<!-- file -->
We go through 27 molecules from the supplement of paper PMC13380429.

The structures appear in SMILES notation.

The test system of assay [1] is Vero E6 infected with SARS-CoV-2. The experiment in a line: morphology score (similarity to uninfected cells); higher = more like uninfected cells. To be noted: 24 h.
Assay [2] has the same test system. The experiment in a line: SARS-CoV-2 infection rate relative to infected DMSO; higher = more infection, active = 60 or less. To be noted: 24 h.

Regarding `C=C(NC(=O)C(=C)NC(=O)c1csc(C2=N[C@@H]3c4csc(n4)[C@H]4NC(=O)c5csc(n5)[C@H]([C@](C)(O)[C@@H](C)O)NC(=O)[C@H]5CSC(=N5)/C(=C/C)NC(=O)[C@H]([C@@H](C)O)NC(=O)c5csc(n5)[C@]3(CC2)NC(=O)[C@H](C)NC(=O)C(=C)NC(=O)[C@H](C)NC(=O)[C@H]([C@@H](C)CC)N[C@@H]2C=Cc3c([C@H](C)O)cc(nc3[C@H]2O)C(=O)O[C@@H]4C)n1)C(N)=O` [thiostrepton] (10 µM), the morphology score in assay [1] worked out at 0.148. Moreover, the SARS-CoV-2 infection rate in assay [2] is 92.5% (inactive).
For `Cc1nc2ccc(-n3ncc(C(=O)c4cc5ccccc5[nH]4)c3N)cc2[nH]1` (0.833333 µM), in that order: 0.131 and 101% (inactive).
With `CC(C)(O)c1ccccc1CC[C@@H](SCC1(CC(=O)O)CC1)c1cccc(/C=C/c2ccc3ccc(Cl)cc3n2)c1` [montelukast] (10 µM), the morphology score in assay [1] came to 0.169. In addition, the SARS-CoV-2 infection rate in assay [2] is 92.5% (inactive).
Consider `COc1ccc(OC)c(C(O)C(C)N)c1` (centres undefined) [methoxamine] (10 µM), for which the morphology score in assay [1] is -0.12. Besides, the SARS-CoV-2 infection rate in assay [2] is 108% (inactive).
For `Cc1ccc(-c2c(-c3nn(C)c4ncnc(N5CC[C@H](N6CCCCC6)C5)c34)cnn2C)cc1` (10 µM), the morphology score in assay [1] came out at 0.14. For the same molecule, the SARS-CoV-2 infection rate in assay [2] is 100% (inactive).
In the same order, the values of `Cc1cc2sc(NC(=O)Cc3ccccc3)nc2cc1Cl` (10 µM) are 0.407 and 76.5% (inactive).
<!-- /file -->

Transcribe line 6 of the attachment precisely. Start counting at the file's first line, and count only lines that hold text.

For `Cc1nc2ccc(-n3ncc(C(=O)c4cc5ccccc5[nH]4)c3N)cc2[nH]1` (0.833333 µM), in that order: 0.131 and 101% (inactive).